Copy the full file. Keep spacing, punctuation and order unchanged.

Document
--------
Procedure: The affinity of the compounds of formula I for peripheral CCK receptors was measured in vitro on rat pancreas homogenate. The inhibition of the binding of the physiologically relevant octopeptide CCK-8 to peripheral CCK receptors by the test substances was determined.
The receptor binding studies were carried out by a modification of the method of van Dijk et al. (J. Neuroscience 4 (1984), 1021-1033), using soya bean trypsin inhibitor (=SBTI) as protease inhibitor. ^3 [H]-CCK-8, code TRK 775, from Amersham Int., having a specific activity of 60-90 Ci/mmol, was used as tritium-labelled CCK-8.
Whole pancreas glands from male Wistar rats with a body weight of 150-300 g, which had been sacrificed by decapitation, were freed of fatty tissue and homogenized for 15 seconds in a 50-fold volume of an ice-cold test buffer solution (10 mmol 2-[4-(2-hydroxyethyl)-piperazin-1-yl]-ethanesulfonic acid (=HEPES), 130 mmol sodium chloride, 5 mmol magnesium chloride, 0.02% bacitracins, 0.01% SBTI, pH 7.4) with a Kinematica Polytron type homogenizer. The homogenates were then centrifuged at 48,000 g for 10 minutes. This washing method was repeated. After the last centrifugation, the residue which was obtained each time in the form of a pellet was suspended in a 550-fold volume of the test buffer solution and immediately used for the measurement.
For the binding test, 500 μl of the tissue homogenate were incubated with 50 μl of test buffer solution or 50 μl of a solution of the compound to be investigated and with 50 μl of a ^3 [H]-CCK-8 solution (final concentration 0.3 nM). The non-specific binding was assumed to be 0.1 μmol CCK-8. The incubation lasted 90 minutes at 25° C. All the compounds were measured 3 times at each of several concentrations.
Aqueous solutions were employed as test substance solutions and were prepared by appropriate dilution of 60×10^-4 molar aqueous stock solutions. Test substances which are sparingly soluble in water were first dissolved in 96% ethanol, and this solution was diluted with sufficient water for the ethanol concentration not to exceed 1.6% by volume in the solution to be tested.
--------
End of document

Procedure: The affinity of the compounds of formula I for peripheral CCK receptors was measured in vitro on rat pancreas homogenate. The inhibition of the binding of the physiologically relevant octopeptide CCK-8 to peripheral CCK receptors by the test substances was determined.
The receptor binding studies were carried out by a modification of the method of van Dijk et al. (J. Neuroscience 4 (1984), 1021-1033), using soya bean trypsin inhibitor (=SBTI) as protease inhibitor. ^3 [H]-CCK-8, code TRK 775, from Amersham Int., having a specific activity of 60-90 Ci/mmol, was used as tritium-labelled CCK-8.
Whole pancreas glands from male Wistar rats with a body weight of 150-300 g, which had been sacrificed by decapitation, were freed of fatty tissue and homogenized for 15 seconds in a 50-fold volume of an ice-cold test buffer solution (10 mmol 2-[4-(2-hydroxyethyl)-piperazin-1-yl]-ethanesulfonic acid (=HEPES), 130 mmol sodium chloride, 5 mmol magnesium chloride, 0.02% bacitracins, 0.01% SBTI, pH 7.4) with a Kinematica Polytron type homogenizer. The homogenates were then centrifuged at 48,000 g for 10 minutes. This washing method was repeated. After the last centrifugation, the residue which was obtained each time in the form of a pellet was suspended in a 550-fold volume of the test buffer solution and immediately used for the measurement.
For the binding test, 500 μl of the tissue homogenate were incubated with 50 μl of test buffer solution or 50 μl of a solution of the compound to be investigated and with 50 μl of a ^3 [H]-CCK-8 solution (final concentration 0.3 nM). The non-specific binding was assumed to be 0.1 μmol CCK-8. The incubation lasted 90 minutes at 25° C. All the compounds were measured 3 times at each of several concentrations.
Aqueous solutions were employed as test substance solutions and were prepared by appropriate dilution of 60×10^-4 molar aqueous stock solutions. Test substances which are sparingly soluble in water were first dissolved in 96% ethanol, and this solution was diluted with sufficient water for the ethanol concentration not to exceed 1.6% by volume in the solution to be tested.